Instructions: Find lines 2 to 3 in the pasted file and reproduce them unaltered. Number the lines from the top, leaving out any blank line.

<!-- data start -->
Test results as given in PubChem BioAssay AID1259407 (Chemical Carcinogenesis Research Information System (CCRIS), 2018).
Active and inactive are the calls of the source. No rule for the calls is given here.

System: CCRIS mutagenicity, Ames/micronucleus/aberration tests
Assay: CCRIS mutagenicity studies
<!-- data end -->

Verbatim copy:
Active and inactive are the calls of the source. No rule for the calls is given here.

System: CCRIS mutagenicity, Ames/micronucleus/aberration tests